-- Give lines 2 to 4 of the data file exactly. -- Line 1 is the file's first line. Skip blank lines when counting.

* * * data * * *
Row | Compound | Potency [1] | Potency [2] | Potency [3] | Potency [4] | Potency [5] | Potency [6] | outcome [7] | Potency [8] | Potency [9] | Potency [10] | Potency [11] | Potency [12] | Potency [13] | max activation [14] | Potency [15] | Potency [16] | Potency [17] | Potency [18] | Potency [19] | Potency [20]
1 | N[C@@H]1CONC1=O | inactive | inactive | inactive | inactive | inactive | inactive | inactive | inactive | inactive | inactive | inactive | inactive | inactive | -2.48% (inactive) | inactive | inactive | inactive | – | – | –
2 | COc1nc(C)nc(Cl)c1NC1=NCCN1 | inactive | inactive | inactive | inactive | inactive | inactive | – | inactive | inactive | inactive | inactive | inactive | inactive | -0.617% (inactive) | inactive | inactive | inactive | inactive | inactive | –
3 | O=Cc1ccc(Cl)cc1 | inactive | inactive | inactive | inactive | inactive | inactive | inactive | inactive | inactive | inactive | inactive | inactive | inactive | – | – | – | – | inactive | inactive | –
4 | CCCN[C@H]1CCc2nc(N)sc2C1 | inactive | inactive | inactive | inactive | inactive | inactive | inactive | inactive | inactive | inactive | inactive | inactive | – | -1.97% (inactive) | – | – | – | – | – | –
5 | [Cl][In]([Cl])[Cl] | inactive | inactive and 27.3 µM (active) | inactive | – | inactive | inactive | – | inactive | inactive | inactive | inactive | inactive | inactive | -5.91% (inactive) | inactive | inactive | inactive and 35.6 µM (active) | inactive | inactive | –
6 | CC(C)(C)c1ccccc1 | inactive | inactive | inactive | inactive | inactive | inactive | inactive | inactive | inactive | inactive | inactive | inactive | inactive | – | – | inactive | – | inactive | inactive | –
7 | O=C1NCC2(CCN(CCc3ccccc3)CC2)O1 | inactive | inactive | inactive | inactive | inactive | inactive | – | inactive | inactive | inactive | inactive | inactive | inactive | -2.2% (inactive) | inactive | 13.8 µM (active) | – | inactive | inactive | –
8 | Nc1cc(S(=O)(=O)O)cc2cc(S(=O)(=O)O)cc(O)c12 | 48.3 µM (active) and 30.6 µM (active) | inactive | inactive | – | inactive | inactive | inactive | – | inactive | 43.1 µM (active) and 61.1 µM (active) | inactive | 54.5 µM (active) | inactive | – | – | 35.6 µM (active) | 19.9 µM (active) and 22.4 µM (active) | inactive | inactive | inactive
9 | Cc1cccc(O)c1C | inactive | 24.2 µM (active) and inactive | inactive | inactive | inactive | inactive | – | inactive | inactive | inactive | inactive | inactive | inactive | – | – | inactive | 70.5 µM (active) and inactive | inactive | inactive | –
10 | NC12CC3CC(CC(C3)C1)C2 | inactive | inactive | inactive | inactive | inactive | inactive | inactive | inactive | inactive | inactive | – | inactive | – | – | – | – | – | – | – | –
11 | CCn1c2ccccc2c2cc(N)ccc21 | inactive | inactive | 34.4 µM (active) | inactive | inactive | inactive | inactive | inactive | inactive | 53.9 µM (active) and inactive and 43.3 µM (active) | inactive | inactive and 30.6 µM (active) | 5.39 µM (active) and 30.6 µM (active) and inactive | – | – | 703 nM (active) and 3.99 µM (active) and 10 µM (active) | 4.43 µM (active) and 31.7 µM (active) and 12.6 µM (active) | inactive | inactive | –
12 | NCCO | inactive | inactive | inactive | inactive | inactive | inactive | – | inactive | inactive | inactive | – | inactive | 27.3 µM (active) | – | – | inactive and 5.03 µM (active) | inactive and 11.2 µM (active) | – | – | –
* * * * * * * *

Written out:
1 | N[C@@H]1CONC1=O | inactive | inactive | inactive | inactive | inactive | inactive | inactive | inactive | inactive | inactive | inactive | inactive | inactive | -2.48% (inactive) | inactive | inactive | inactive | – | – | –
2 | COc1nc(C)nc(Cl)c1NC1=NCCN1 | inactive | inactive | inactive | inactive | inactive | inactive | – | inactive | inactive | inactive | inactive | inactive | inactive | -0.617% (inactive) | inactive | inactive | inactive | inactive | inactive | –
3 | O=Cc1ccc(Cl)cc1 | inactive | inactive | inactive | inactive | inactive | inactive | inactive | inactive | inactive | inactive | inactive | inactive | inactive | – | – | – | – | inactive | inactive | –